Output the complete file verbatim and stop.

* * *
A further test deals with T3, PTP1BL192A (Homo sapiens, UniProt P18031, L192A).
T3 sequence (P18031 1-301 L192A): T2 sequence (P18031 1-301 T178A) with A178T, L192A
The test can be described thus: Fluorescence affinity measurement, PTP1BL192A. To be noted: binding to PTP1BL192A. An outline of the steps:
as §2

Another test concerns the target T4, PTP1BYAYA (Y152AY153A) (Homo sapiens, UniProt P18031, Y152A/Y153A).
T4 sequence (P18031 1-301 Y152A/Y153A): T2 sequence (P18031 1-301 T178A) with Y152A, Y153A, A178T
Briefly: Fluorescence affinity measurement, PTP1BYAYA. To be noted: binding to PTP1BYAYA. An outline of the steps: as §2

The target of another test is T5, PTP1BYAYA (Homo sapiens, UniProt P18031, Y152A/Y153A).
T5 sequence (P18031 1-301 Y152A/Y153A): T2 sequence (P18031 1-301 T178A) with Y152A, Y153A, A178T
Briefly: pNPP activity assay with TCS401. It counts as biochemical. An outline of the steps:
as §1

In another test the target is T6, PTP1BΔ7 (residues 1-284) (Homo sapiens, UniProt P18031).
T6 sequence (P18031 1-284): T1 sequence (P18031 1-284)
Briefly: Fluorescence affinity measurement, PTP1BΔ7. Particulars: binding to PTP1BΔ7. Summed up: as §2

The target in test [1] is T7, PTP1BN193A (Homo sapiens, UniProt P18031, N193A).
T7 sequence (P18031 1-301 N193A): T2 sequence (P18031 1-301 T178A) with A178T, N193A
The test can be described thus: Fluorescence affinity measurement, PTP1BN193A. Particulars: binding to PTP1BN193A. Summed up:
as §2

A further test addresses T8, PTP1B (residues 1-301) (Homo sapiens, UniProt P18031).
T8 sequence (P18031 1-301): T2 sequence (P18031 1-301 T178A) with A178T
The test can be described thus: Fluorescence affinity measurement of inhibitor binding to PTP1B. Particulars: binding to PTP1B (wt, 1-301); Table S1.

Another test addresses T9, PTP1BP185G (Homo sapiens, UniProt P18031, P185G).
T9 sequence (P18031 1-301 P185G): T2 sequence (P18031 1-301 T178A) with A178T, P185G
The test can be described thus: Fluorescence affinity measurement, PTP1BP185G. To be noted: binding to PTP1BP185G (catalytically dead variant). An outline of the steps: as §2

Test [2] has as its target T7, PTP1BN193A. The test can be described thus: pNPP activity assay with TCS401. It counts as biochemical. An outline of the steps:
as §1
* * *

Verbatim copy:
A further test deals with T3, PTP1BL192A (Homo sapiens, UniProt P18031, L192A).
T3 sequence (P18031 1-301 L192A): T2 sequence (P18031 1-301 T178A) with A178T, L192A
The test can be described thus: Fluorescence affinity measurement, PTP1BL192A. To be noted: binding to PTP1BL192A. An outline of the steps:
as §2

Another test concerns the target T4, PTP1BYAYA (Y152AY153A) (Homo sapiens, UniProt P18031, Y152A/Y153A).
T4 sequence (P18031 1-301 Y152A/Y153A): T2 sequence (P18031 1-301 T178A) with Y152A, Y153A, A178T
Briefly: Fluorescence affinity measurement, PTP1BYAYA. To be noted: binding to PTP1BYAYA. An outline of the steps: as §2

The target of another test is T5, PTP1BYAYA (Homo sapiens, UniProt P18031, Y152A/Y153A).
T5 sequence (P18031 1-301 Y152A/Y153A): T2 sequence (P18031 1-301 T178A) with Y152A, Y153A, A178T
Briefly: pNPP activity assay with TCS401. It counts as biochemical. An outline of the steps:
as §1

In another test the target is T6, PTP1BΔ7 (residues 1-284) (Homo sapiens, UniProt P18031).
T6 sequence (P18031 1-284): T1 sequence (P18031 1-284)
Briefly: Fluorescence affinity measurement, PTP1BΔ7. Particulars: binding to PTP1BΔ7. Summed up: as §2

The target in test [1] is T7, PTP1BN193A (Homo sapiens, UniProt P18031, N193A).
T7 sequence (P18031 1-301 N193A): T2 sequence (P18031 1-301 T178A) with A178T, N193A
The test can be described thus: Fluorescence affinity measurement, PTP1BN193A. Particulars: binding to PTP1BN193A. Summed up:
as §2

A further test addresses T8, PTP1B (residues 1-301) (Homo sapiens, UniProt P18031).
T8 sequence (P18031 1-301): T2 sequence (P18031 1-301 T178A) with A178T
The test can be described thus: Fluorescence affinity measurement of inhibitor binding to PTP1B. Particulars: binding to PTP1B (wt, 1-301); Table S1.

Another test addresses T9, PTP1BP185G (Homo sapiens, UniProt P18031, P185G).
T9 sequence (P18031 1-301 P185G): T2 sequence (P18031 1-301 T178A) with A178T, P185G
The test can be described thus: Fluorescence affinity measurement, PTP1BP185G. To be noted: binding to PTP1BP185G (catalytically dead variant). An outline of the steps: as §2

Test [2] has as its target T7, PTP1BN193A. The test can be described thus: pNPP activity assay with TCS401. It counts as biochemical. An outline of the steps:
as §1